Geography of Minnesota
Minnesota is the northernmost state outside Alaska. Minnesota is in the U. S. region known as the Upper Midwest. The state shares a Lake Superior water border with Wisconsin on the northeast. Iowa is to the south, North Dakota and South Dakota are west, the Canadian provinces of Ontario and Manitoba are north. With 87,014 square miles, or 2.26 % of the United States, Minnesota is the 12th largest state. Minnesota contains some of the oldest rocks found on earth, gneisses some 3.6 billion years old, or 80% as old as the planet. About 2.7 billion years ago, basaltic lava poured out of cracks in the floor of the primordial ocean. The roots of these volcanic mountains and the action of Precambrian seas formed the Iron Range of northern Minnesota. Following a period of volcanism 1.1 billion years ago, Minnesota's geological activity has been more subdued, with no volcanism or mountain formation, but with repeated incursions of the sea which left behind multiple strata of sedimentary rock. In more recent times, massive ice sheets at least one kilometer thick ravaged the landscape of the state and sculpted its current terrain.
The Wisconsin glaciation left 12,000 years ago. These glaciers covered all of Minnesota except the far southeast, an area characterized by steep hills and streams that cut into the bedrock; this area is known as the Driftless Zone for its absence of glacial drift. Much of the remainder of the state outside the northeast has 50 feet or more of glacial till left behind as the last glaciers retreated. 13,000 years ago gigantic Lake Agassiz formed in the northwest. Minnesota is geologically quiet today; the state's high point is Eagle Mountain at 2,301 feet, only 13 miles away from the low of 602 feet at the shore of Lake Superior. Notwithstanding dramatic local differences in elevation, much of the state is a rolling peneplain. Two continental divides meet in the northeastern part of Minnesota in rural Hibbing, forming a triple watershed. Precipitation can follow the Mississippi River south to the Gulf of Mexico, the St. Lawrence Seaway east to the Atlantic Ocean, or the Hudson Bay watershed to the Arctic Ocean.
The state's nickname, The Land of 10,000 Lakes, is no exaggeration. The Minnesota portion of Lake Superior is the largest at 962,700 acres and deepest body of water in the state. Minnesota streams that cumulatively flow for 69,000 miles; the Mississippi River begins its journey from its headwaters at Lake Itasca and crosses the Iowa border 680 miles downstream. It is joined by the Minnesota River at Fort Snelling, by the St. Croix River near Hastings, by the Chippewa River at Wabasha, by many smaller streams; the Red River, in the bed of glacial Lake Agassiz, drains the northwest part of the state northward toward Canada's Hudson Bay. 10.6 million acres of wetlands are contained within Minnesota's borders, the most of any state except Alaska. Three of North America's biomes converge in Minnesota: prairie grasslands in the southwestern and western parts of the state, the Big Woods deciduous forest of the southeast, the northern boreal forest; the northern coniferous forests are a vast wilderness of pine and spruce trees mixed with patchy stands of birch and poplar.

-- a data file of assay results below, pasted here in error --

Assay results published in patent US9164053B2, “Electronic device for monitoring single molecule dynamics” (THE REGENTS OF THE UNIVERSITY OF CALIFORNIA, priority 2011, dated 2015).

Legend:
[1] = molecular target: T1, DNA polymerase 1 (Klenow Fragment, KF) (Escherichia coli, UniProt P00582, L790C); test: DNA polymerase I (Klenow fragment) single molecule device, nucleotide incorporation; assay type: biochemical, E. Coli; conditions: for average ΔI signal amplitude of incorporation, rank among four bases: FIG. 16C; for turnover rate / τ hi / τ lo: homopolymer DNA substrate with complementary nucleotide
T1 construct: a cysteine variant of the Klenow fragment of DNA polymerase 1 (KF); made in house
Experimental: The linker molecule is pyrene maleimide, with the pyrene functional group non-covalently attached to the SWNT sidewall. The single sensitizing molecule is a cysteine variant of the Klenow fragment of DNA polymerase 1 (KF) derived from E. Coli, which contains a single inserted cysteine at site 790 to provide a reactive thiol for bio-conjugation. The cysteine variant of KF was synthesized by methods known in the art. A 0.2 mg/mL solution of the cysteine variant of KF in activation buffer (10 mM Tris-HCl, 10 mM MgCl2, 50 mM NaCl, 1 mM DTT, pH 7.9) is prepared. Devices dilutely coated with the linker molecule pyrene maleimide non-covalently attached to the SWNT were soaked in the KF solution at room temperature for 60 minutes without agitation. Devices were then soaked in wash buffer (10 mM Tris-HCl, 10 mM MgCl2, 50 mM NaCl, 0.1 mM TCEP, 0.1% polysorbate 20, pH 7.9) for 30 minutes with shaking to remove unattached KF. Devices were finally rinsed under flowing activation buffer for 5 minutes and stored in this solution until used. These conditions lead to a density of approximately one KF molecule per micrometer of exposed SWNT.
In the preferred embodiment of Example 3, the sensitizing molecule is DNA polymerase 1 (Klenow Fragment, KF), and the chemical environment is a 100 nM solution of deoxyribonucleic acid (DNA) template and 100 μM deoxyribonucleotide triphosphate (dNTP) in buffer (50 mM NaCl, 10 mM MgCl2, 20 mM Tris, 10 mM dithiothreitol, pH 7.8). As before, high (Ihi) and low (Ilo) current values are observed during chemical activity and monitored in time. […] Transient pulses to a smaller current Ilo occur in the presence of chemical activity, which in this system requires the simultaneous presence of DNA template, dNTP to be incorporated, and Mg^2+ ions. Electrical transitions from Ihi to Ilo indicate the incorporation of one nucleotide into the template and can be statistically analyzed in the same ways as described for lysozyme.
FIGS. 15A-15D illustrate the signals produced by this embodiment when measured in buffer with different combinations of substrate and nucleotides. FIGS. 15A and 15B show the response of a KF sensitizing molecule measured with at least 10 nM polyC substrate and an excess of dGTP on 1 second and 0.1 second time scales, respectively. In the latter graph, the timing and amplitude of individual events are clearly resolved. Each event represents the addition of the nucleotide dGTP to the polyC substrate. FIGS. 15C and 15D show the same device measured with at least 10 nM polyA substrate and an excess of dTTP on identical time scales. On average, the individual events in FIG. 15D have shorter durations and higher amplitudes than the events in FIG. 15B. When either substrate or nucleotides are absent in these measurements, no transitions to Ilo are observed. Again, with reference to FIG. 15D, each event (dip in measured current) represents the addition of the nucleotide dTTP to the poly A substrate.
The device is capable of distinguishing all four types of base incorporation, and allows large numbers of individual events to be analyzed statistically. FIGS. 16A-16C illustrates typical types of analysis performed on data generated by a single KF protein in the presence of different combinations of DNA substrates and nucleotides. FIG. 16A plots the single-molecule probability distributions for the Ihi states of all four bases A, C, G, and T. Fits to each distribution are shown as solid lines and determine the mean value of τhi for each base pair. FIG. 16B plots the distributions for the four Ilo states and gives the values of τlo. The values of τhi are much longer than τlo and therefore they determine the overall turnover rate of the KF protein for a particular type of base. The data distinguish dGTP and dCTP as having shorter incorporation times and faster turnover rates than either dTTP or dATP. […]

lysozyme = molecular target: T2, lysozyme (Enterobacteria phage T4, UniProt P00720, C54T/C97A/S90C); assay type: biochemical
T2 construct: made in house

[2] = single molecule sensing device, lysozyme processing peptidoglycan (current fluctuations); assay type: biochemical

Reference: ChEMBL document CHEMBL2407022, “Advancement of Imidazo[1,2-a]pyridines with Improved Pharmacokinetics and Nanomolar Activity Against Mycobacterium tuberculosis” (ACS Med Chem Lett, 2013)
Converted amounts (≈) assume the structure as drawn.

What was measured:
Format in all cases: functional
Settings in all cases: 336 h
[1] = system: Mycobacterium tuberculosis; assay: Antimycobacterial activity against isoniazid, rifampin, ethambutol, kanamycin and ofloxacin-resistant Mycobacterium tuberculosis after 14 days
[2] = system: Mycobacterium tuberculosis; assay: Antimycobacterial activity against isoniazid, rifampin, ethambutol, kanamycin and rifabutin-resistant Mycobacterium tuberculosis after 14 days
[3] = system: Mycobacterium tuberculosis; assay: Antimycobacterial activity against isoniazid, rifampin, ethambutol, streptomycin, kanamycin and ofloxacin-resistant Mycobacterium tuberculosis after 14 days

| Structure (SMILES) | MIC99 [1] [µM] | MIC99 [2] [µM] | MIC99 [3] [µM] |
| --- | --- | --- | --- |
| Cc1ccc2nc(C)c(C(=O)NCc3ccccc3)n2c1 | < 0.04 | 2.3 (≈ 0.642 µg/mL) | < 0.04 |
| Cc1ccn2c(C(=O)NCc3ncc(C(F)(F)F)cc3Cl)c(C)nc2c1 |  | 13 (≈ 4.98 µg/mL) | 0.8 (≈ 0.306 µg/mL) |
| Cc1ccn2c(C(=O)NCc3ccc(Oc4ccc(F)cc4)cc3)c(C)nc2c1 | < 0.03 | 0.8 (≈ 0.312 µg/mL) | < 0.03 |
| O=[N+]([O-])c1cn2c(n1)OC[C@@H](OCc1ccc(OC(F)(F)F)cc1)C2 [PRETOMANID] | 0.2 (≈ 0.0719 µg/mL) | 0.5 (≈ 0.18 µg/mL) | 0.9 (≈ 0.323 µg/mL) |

Much of Minnesota's northern forest has been logged, leaving only a few patches of old growth forest today in areas such as in the Chippewa National Forest and the Superior National Forest where the Boundary Waters Canoe Area Wilderness has some 400,000 acres of unlogged land. Although logging continues, regrowth keeps about one third of the state forested. While loss of habitat has affected native animals such as the pine marten and bison, whitetail deer and bobcat thrive; the state has the nation's largest population of timber wolves outside Alaska, supports healthy populations of black bear and moose. Located on the Mississippi Flyway, Minnesota hosts migratory waterfowl such as geese and ducks, game birds such as grouse and turkeys, it is home to birds of prey including the bald eagle, red-tailed hawk, snowy owl. The lakes teem with sport fish such as walleye, bass and northern pike, streams in the southeast are populated by brook and rainbow trout. Minnesota endures temperature extremes characteristic of its continental climate.
Meteorological events include rain, hail, polar fronts, tornadoes and high-velocity straight-line winds. The growing season varies from 90 days per year in the Iron Range to 160 days in southeast Minnesota near the Mississippi River, mean average temperatures range from 36 °F to 49 °F. Average summer dewpoints range from about 58 °F in the south to about 48 °F in the north. Depending on location, average annual precipitation ranges from 19 in to 35 in, droughts occur every 10 to 50 years. Minnesota is home to a variety of wilderness and other open spaces. Minnesota's first state park, Itasca State Park, was established in 1891, is the source of the Mississip